Title:
STERN DRIVE, IN PARTICULAR FOR TWIN-PROPELLER BOATS
Kind Code:
A1


Abstract:
A stern-drive unit for boats with an inclined hull, wherein the mechanical units are separated from the supporting structure, which is made in the form of a structure (10) supporting parts (7, 5) which transmit motion from an inverter (6) to the propeller, consisting a plate (11) to be attached to the keel of the boat, to which are connected a pair of V-shaped arms with a first sleeve (15) fitted at the lower ends thereof, and a third arm with a second sleeve (16) fitted at the lower end thereof, said sleeves (15, 16) housing a box (17) to which lead propeller shaft (5) and a shaft (7) orthogonal to it, leading from a motion inverter, seal means being fitted between said box (17) and said shafts (5, 7).

The drive is light and easily adaptable at low cost to the various keel configurations used by different boat builders.




Inventors:
Amici, Alberto (Pavia, IT)
Application Number:
12/030218
Publication Date:
09/11/2008
Filing Date:
02/13/2008
Assignee:
R.T.N. S.R.L. (BORGONOVO V.T., IT)
Primary Class:
International Classes:
B63H5/07
View Patent Images:
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Primary Examiner:
SWINEHART, EDWIN L
Attorney, Agent or Firm:
YOUNG & THOMPSON (209 Madison Street Suite 500, Alexandria, VA, 22314, US)
Claims:
1. A drive unit for stern-drive boats, which includes a structure (10) that supports the parts (7, 5) which transmit motion from an inverter (6), located at engine output (3), to the propeller, consisting of a plate (11) secured to the keel of the boat, to which are attached a plurality of arms (12, 13, 14) which support means (15, 16) designed to house box-shaped elements (17, 18) into which said drive parts pass.

2. A drive unit for stern-drive boats as claimed in claim 1, wherein said structure (10) which supports the drive parts consists of a plate (11) to which are connected a pair of V-shaped arms, with a first sleeve (15) fitted at the lower ends thereof, and a third arm with a second sleeve (16) fitted at the lower end thereof, which said sleeves (15, 16) house a box (17) to which lead propeller shaft (5) and a shaft (7) orthogonal to it, leading from a motion inverter, seal means being fitted between said box (17) and said shafts (5, 7);

3. A drive unit for stern-drive boats as claimed in claim 2, wherein said V-shaped arms (12, 13) are located in the front part of the plate, and said third arm (14) is located at the rear, in a central position.

4. A drive unit for stern-drive boats as claimed in claim 3, wherein said sleeves (15, 16) are aligned.

5. A drive unit for stern-drive boats as claimed in claim 4, which includes a shell designed to enclose said box (17), which said shell consists of elements (19) designed to be fitted to said sleeves (15, 16) to produce a casing designed to improve the hydrodynamics of the system.

6. A drive unit for stern-drive boats as claimed in claim 1, which includes: a plate (11) attached to the keel of the boat, to which are connected a pair of V-shaped arms (12, 13) with a first sleeve (15) fitted at the lower ends thereof: a third arm (14) with a second sleeve (16) fitted at the lower end thereof; a box (17) mounted on said sleeves (15, 16), to which said box lead propeller shaft (5) and a shaft (7) orthogonal to it, which leads from a motion inverter; seal means between said box (17) and said shafts (5, 7);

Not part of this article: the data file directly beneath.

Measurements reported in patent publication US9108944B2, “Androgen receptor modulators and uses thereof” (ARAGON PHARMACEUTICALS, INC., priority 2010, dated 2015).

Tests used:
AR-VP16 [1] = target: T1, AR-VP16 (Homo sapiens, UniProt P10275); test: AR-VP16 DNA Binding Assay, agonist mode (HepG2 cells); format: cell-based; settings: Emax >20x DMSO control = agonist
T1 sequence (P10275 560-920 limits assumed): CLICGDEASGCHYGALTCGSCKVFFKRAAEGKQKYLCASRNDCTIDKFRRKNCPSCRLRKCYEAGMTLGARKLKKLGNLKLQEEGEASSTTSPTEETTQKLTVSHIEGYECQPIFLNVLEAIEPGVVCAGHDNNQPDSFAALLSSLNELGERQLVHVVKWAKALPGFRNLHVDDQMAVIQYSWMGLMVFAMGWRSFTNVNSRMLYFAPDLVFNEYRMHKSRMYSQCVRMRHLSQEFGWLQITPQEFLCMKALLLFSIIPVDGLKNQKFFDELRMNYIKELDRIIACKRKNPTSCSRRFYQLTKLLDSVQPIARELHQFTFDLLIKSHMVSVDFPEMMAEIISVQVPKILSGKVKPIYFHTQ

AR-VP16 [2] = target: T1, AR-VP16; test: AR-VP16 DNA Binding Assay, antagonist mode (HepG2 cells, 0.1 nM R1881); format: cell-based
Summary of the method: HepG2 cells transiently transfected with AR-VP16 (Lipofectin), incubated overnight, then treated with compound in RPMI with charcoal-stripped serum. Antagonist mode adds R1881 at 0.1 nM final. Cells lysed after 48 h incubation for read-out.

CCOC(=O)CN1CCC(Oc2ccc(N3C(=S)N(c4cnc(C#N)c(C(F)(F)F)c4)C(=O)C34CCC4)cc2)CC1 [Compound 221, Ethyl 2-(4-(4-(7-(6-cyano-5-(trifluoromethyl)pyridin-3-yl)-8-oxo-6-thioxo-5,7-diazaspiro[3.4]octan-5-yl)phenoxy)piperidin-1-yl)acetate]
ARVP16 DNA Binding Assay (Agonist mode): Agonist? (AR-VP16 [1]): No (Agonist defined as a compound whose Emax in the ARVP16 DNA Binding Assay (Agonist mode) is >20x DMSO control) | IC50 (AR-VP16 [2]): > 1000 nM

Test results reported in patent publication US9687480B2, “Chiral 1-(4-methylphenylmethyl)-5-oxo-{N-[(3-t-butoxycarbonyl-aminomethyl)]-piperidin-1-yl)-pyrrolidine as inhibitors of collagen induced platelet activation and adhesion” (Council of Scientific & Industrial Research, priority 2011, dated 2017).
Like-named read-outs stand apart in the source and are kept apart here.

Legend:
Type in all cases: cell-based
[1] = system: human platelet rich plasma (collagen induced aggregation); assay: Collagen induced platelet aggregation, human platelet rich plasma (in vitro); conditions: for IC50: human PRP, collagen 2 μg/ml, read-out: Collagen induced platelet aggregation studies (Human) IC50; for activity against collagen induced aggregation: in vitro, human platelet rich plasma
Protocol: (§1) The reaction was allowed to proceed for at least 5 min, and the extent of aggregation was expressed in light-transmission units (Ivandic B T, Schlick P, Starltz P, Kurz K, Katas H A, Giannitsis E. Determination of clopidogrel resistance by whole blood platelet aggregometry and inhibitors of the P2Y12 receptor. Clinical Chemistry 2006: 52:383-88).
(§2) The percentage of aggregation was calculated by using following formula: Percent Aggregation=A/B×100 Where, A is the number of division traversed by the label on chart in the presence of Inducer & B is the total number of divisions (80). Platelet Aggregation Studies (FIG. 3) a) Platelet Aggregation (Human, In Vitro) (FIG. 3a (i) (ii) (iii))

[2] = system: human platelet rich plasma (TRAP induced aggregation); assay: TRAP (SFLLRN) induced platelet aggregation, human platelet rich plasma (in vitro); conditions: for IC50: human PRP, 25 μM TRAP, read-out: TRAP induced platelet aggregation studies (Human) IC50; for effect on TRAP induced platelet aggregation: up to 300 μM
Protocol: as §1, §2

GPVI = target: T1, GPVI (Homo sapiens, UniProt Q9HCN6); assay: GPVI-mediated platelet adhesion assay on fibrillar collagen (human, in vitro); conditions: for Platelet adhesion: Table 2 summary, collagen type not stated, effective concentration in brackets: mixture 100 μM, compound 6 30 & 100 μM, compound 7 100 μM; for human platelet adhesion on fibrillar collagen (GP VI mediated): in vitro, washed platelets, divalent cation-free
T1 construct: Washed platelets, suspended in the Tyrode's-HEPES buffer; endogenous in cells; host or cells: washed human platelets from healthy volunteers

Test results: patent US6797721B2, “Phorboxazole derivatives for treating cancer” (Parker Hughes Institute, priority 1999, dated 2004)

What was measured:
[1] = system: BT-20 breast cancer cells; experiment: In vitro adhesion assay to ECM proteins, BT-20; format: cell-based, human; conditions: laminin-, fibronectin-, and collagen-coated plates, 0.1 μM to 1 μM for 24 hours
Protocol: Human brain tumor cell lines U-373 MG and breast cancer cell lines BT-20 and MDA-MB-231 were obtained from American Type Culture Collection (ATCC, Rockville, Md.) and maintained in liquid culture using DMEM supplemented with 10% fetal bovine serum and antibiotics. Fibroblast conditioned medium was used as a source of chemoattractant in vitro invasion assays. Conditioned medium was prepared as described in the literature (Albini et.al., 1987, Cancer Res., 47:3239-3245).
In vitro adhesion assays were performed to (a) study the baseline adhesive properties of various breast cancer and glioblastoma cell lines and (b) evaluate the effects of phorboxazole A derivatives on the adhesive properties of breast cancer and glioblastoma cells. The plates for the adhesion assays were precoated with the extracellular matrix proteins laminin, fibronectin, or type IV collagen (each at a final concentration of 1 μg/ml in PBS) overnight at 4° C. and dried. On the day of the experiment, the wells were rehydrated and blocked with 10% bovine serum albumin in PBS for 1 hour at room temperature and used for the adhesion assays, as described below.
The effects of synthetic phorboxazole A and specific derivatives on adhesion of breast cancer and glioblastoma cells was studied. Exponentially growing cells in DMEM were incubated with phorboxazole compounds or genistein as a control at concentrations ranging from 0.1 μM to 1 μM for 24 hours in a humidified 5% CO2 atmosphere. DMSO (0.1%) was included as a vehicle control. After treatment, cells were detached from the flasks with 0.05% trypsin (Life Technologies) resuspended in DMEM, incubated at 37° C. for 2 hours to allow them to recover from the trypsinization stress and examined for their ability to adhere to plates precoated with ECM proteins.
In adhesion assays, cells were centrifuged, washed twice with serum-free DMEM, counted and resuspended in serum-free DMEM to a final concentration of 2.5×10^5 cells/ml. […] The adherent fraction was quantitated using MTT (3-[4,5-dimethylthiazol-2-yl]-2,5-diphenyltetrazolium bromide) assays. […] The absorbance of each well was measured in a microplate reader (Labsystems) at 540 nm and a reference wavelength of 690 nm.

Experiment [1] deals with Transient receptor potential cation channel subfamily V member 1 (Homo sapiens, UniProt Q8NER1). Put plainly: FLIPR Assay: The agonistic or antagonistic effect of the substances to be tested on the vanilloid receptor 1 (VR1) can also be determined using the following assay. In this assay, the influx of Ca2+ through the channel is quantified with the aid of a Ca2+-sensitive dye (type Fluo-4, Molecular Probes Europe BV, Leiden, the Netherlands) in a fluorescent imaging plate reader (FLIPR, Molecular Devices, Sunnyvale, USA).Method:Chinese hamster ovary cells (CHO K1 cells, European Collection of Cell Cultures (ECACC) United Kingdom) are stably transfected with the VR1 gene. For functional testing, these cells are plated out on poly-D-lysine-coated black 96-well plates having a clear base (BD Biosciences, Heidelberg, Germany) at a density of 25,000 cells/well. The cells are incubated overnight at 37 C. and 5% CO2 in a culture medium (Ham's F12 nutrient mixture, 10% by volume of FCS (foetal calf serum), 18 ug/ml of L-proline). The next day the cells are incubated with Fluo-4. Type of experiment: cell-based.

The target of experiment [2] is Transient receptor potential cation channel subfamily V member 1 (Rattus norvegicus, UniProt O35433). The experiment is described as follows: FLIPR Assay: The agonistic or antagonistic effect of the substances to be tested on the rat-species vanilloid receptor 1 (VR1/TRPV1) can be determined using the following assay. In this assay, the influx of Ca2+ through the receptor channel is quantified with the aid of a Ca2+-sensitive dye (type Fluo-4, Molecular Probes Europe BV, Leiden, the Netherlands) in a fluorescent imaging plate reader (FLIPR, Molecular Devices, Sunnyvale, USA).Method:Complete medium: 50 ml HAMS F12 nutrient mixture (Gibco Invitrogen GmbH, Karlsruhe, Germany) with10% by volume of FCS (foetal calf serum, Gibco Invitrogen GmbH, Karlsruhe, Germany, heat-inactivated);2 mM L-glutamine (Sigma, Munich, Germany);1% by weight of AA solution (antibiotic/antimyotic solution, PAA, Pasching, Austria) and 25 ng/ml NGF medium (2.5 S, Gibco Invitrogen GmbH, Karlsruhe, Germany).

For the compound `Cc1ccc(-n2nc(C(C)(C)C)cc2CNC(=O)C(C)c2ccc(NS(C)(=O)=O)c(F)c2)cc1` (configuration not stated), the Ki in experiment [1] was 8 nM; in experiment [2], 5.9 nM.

7. A drive unit for stern-drive boats as claimed in claim 6, wherein a motion inverter unit (6) is fitted between engine shaft (4) and said drive shaft (7), which said motion inverter unit comprises a transmission with two coaxial bevel gears, fitted opposite one another on the same engine shaft, which engage a conical cogwheel mounted on said drive shaft (7), and means designed to make one or other of said bevel gears integral with said engine shaft.

8. A drive unit for stern-drive boats as claimed in claim 7, which includes a shell designed to enclose said box (17), which said shell consists of elements (19) designed to be fitted to said sleeves (15, 16) to produce a casing designed to improve the hydrodynamics of the system.

Description:

The invention relates to a stern-drive unit for boats, which is designed to be fitted to boats with an inclined hull.

In the drive according to the invention, the mechanical units are separated from the supporting structure, which is made in the form of a number of arms integral with a plate fixed to the keel of the boat; said arms carry bushings or sleeves that support the mechanical units, which are covered by a shell designed to enhance the hydrodynamics of the system.

The result is a light drive which is easily adaptable at low cost to the various keel configurations used by different boat builders.

One of the main problems encountered by boat designers is how to exploit the small amount of available space to the full, and minimise the weight of the mechanical parts of the boat.

In the field of systems for the transmission of motion to the propellers, which are one of the parts of the boat in which these problems are most acute, an interesting solution, which is the most advantageous in terms of size, is the one that uses a “stern drive”.

This is a drive unit wherein the motion output from the engine is transmitted to a substantially vertical shaft which, via a further transmission, rotates the propeller shaft, which is generally inclined by a few degrees from the horizontal plane.

This known configuration provides the greatest space saving, but it is impractical, because a motion inverter unit has to be associated with the transmission device; the overall cost is very high, with the result that this system is uncompetitive, and there is no demand for it.

This problem was solved by the present applicant with a drive unit forming the subject of patent application PC 2002 A 027, which comprises (i) a transmission with two coaxial bevel gears, fitted opposite one another on the same engine shaft, which engage a bevel gear mounted on a shaft orthogonal to the preceding one, and (ii) means designed to make one or other of said bevel gears integral with said engine shaft, in order to control the rotation of the shaft leading to the propellers in one direction or the opposite direction.